AUGUST 15, 2007
How the Prodrive F1 team could work
There are reports that the Prodrive is close to making an announcement about its Formula 1 plans after months when there was little sign of activity. There is little doubt that Prodrive has a deal in place with McLaren if money can be found. This will be for cars and engines.
Producing sufficient engines is not going to be a problem given the engine freeze in F1 at the moment but building new chassis and keeping up a constant stream of parts in the course of a season is a lot more difficult. McLaren obviously does not want to be seen to be supplying a team with uncompetitive machinery, if only because it would not be good for the team's image. It has long been assumed that the only way around this problem was for McLaren to expand its own production facilities to cope, but there is another possibility that needs to be examined. In the modern era, production of F1 parts has been revolutionised with computerised manufacturing techniques. Once a design is completed it can be manufactured at multiple locations if the quality of the production is up to the main factory's standards.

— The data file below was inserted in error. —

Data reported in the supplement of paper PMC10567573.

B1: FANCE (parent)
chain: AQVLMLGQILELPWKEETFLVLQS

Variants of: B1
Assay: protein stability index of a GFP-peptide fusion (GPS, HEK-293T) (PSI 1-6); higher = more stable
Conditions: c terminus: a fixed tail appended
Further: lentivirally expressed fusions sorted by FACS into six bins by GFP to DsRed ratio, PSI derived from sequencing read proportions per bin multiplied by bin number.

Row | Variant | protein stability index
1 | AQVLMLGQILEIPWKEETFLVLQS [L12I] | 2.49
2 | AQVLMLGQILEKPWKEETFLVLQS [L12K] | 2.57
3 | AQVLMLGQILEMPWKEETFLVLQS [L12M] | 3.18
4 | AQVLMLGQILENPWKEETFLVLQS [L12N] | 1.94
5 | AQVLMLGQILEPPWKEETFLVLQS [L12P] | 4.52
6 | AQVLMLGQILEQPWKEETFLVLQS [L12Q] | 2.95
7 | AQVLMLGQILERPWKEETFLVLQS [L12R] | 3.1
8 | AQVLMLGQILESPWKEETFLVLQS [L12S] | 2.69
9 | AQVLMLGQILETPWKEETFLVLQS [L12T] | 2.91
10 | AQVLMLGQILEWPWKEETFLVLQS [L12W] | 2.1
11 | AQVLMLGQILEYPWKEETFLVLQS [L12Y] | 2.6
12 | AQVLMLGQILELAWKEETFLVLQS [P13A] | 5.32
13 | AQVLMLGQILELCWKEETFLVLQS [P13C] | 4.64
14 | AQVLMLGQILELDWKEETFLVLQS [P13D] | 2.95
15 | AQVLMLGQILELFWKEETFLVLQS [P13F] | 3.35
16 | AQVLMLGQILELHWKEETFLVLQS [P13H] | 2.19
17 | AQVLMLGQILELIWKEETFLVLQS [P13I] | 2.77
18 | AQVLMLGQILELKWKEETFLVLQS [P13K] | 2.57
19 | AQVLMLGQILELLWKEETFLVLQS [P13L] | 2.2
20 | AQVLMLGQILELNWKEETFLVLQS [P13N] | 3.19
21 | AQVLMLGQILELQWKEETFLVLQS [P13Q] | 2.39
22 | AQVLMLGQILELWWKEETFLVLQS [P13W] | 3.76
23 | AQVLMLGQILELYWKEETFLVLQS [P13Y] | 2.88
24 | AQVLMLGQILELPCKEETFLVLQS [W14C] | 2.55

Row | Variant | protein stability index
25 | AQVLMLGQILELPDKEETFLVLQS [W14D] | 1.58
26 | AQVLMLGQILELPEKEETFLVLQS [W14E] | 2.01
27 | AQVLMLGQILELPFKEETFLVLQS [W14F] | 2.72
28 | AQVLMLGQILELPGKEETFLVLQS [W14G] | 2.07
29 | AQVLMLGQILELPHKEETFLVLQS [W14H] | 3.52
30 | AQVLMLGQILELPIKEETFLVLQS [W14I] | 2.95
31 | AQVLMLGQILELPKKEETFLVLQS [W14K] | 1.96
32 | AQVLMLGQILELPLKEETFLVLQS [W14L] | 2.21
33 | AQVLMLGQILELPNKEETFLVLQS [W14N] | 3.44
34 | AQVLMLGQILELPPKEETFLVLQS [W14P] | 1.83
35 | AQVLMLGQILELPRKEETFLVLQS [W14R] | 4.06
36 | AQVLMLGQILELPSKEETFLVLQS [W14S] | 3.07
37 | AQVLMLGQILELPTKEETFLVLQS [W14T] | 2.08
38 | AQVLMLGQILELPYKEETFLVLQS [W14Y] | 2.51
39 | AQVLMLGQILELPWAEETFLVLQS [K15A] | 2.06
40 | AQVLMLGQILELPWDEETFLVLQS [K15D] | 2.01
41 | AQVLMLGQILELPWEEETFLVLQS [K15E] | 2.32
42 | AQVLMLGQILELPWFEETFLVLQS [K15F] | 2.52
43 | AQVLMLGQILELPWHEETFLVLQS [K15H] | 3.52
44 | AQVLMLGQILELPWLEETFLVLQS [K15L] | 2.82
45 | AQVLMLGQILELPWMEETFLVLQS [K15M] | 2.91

Prodrive has its own composite manufacturing facilities, housed in a 1600 sq.m facility in Milton Keynes. This supplies advanced composites from Prodrive's racing teams and for customers in the automotive, aerospace and marine industries. The facility includes three autoclaves and machinery to produce pre-preg composite components. Prodrive already does work for a number of F1 teams (perhaps even McLaren) and so it is entirely possible that McLaren could build extra chassis for Prodrive and then allow development parts to built by Prodrive. It might even be possible for Prodrive to build the chassis as well, if McLaren criteria can be met.
Buying McLaren's design is rumoured to be costing Prodrive about $100m but while this is a huge investment, it should pay off quickly if the new team can produce good results.